Dental health changes with age

Dental health changes with age

Do you look older than you feel? If you’ve tried anti-aging products but something is still missing, you might need to look at your teeth. Changes in your body when you age can affect your teeth, as can the accumulation of daily wear. Have you thought about addressing your age related dental health changes? Dr. James Fondriest, a cosmetic dentist serving Chicago’s North Shore, can help you keep your teeth healthy and beautiful, no matter what your age.

The first blog in this series covered acid erosion and mechanical wear. Today, we will talk about how tooth stains, gum disease, and dry mouth can cause your teeth to age.

How to Prevent Gum Disease

About 80 percent of adults have some form of gum disease. The dental condition can ravage your teeth and damage the connective tissues that secure teeth and cause tooth and bone loss. A proper hygiene routine, which includes proper brushing and flossing as well as regular dental checkups, can keep gum disease at bay. Because gum disease is an inflammatory disorder, eating a diet rich in omega-3s, found in foods like fish and flax seed, can protect you.

Gum disease can cause your gums to receed. With recession, it becomes more difficult to clean between your teeth. The exposed roots have uneven surfaces with deep grooves that the floss won’t clean. Your dental hygienist will often recommend interdental brushes, also called proxybrushes. These brushes do a great job of cleaning between the back teeth.

How to Prevent Dry Mouth

Dry mouth, called “xerostemia,” affects about 50 percent of Americans at some point. Xerostemia increases the risk for gum disease and decay because saliva cleans the mouth, and it neutralizes bacteria and acid.  Though dry mouth is associated with aging, over 800 types of medication can cause the condition and are its main cause. Speak to Dr. Fondriest and your physician about your issue. A change in medication could alleviate the problem, as could oral mouthwashes and sugar-free gums and candies.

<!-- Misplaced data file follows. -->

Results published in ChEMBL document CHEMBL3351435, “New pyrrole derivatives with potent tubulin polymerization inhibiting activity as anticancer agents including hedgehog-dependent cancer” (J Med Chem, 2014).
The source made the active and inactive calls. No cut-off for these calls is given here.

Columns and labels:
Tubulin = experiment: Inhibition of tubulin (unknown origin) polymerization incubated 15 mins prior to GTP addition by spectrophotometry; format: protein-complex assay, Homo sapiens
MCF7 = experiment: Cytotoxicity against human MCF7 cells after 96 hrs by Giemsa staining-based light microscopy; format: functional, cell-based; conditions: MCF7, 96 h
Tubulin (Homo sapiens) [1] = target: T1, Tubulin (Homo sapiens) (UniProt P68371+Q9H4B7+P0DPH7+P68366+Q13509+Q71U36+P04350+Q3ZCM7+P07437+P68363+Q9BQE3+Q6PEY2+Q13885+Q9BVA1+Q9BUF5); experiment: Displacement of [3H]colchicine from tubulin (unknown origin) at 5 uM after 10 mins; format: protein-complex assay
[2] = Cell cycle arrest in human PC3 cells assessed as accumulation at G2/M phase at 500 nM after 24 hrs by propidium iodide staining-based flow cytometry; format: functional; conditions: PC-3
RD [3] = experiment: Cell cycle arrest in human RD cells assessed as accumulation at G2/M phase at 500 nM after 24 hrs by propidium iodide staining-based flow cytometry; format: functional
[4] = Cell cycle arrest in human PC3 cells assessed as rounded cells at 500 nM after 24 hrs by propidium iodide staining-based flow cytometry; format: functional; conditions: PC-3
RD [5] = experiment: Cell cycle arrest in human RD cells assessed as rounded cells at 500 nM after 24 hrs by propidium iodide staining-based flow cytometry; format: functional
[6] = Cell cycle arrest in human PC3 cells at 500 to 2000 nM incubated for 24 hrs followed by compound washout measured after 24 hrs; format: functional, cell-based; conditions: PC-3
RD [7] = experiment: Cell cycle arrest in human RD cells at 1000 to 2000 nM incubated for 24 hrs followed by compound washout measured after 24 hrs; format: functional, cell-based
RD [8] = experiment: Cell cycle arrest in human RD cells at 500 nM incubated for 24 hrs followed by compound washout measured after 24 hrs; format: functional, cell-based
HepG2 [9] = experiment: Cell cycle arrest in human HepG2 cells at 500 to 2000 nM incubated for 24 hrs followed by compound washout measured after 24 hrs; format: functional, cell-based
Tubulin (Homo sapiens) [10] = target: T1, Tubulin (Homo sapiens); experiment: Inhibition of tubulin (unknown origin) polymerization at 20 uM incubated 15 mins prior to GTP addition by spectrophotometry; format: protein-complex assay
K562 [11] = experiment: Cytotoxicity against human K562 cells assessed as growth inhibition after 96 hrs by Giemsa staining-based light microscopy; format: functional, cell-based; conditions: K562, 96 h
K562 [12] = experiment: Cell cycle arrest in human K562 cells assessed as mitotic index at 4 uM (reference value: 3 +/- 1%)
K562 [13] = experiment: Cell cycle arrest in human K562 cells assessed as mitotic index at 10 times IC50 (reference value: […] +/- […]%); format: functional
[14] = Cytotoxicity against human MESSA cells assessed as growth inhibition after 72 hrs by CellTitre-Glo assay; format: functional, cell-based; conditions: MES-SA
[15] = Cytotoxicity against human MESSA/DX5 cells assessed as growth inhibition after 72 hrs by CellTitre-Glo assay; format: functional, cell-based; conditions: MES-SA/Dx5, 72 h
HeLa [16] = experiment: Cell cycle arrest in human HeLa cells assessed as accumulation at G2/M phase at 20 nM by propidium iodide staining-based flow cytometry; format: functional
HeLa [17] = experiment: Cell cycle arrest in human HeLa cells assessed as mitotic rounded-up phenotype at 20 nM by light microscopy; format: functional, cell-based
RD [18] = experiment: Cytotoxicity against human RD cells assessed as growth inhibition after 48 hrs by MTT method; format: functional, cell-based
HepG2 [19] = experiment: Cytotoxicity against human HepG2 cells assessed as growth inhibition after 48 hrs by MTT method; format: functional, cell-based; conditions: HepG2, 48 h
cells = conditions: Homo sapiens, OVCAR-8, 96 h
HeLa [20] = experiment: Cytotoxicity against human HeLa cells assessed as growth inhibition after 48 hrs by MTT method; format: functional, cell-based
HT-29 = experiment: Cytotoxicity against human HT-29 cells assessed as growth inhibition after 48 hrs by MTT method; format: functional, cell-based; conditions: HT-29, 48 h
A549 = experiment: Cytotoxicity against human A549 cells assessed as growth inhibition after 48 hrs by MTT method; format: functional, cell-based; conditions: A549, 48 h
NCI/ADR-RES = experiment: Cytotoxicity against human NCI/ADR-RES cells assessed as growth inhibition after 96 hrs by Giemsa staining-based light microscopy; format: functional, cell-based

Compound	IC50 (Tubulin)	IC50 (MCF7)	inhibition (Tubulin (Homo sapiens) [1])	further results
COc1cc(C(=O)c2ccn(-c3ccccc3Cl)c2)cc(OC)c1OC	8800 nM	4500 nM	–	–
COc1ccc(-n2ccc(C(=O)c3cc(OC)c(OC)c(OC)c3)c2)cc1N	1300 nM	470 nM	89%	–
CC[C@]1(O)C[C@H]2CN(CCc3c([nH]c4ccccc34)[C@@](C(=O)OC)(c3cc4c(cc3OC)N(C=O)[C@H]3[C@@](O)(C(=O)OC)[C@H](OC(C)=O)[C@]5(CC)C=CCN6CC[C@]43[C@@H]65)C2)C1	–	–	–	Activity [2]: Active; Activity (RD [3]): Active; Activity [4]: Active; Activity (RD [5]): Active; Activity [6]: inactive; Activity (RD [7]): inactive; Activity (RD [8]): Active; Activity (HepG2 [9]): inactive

How to Prevent Tooth Stains

We’ve talked about foods that cause tooth stains in a past blog post. Though stains are more of a cosmetic issue than one of dental health, they are often a sign of an underlying dental problem: plaque buildup.

To avoid stains, avoid foods that cause them. Highly pigmented foods like berries, popsicles, and tomatoes can stain teeth, as can beverages like coffee, soda, and tea. Some of these foods also provide health benefits, so rinse your mouth with water after eating them to prevent stains.

Just as they can fight gum disease, a proper oral health routine at home and regular dental visits can keep your teeth clean and white. But if your teeth are still do not meet your color standards, Dr. Fondriest offers cosmetic dental procedures like professional tooth whitening, porcelain veneers, bonding, and dental crowns, all of which can give you a brighter, more youthful smile.

Learn more about dental health changes with age

If the above issues have already caused your teeth to age and become damaged, Dr. Fondriest offers a variety of cosmetic and restorative dental procedures to repair them and make you look years younger. Call our Lake Forest, IL, dental practice today 847.234.0517. We serve patients in the North Shore and greater Chicago areas.